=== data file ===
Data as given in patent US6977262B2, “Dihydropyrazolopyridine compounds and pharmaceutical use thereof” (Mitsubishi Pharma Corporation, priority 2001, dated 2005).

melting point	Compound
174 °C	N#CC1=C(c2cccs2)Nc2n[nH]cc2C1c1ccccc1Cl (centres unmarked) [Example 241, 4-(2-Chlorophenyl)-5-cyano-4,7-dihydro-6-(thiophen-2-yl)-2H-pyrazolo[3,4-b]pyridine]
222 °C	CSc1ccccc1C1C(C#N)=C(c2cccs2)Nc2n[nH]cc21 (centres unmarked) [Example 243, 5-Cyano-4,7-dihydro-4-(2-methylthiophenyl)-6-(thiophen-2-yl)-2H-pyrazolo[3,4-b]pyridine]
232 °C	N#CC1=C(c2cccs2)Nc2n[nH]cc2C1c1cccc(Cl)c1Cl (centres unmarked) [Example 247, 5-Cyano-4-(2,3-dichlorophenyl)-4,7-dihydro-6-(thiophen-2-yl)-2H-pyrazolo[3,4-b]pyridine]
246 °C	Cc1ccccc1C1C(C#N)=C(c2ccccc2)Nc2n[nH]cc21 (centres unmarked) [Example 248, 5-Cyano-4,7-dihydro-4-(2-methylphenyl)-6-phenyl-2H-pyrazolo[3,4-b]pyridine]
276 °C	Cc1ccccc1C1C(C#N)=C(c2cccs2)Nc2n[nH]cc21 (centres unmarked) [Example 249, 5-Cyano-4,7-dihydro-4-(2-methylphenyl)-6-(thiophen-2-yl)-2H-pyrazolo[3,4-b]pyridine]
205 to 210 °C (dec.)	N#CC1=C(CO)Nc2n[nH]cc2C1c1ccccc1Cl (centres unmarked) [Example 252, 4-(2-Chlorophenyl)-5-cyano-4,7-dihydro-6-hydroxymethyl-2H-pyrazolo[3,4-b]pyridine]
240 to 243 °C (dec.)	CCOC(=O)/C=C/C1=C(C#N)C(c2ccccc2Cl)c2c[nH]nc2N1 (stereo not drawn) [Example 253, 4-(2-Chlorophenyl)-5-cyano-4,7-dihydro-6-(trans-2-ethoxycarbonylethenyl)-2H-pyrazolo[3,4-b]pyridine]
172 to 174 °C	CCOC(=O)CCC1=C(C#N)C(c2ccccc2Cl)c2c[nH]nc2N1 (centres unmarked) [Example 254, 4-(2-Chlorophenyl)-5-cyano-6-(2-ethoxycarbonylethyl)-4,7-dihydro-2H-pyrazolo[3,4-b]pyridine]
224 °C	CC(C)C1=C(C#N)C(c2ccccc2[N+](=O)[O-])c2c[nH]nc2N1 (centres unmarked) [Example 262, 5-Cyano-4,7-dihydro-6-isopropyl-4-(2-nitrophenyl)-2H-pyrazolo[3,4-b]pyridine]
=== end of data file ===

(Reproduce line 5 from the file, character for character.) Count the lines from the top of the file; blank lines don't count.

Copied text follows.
232 °C	N#CC1=C(c2cccs2)Nc2n[nH]cc2C1c1cccc(Cl)c1Cl (centres unmarked) [Example 247, 5-Cyano-4-(2,3-dichlorophenyl)-4,7-dihydro-6-(thiophen-2-yl)-2H-pyrazolo[3,4-b]pyridine]